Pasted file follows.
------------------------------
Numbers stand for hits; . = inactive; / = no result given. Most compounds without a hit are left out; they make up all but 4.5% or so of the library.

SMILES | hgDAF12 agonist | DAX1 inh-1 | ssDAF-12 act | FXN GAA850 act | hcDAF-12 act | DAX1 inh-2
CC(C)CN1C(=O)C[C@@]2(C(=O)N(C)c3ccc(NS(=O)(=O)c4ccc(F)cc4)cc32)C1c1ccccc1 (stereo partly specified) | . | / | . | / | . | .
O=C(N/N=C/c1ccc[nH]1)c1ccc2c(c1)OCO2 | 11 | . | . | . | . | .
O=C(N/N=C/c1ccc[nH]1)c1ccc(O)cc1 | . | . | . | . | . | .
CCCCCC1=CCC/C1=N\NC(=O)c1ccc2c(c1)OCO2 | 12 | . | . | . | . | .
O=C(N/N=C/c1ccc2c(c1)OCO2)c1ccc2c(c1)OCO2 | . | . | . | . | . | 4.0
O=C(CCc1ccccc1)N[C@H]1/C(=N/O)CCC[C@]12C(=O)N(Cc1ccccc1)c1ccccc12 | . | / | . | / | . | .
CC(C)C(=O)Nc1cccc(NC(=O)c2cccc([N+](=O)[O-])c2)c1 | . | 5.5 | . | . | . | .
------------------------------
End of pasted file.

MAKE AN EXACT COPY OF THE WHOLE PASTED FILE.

Numbers stand for hits; . = inactive; / = no result given. Most compounds without a hit are left out; they make up all but 4.5% or so of the library.

SMILES | hgDAF12 agonist | DAX1 inh-1 | ssDAF-12 act | FXN GAA850 act | hcDAF-12 act | DAX1 inh-2
CC(C)CN1C(=O)C[C@@]2(C(=O)N(C)c3ccc(NS(=O)(=O)c4ccc(F)cc4)cc32)C1c1ccccc1 (stereo partly specified) | . | / | . | / | . | .
O=C(N/N=C/c1ccc[nH]1)c1ccc2c(c1)OCO2 | 11 | . | . | . | . | .
O=C(N/N=C/c1ccc[nH]1)c1ccc(O)cc1 | . | . | . | . | . | .
CCCCCC1=CCC/C1=N\NC(=O)c1ccc2c(c1)OCO2 | 12 | . | . | . | . | .
O=C(N/N=C/c1ccc2c(c1)OCO2)c1ccc2c(c1)OCO2 | . | . | . | . | . | 4.0
O=C(CCc1ccccc1)N[C@H]1/C(=N/O)CCC[C@]12C(=O)N(Cc1ccccc1)c1ccccc12 | . | / | . | / | . | .
CC(C)C(=O)Nc1cccc(NC(=O)c2cccc([N+](=O)[O-])c2)c1 | . | 5.5 | . | . | . | .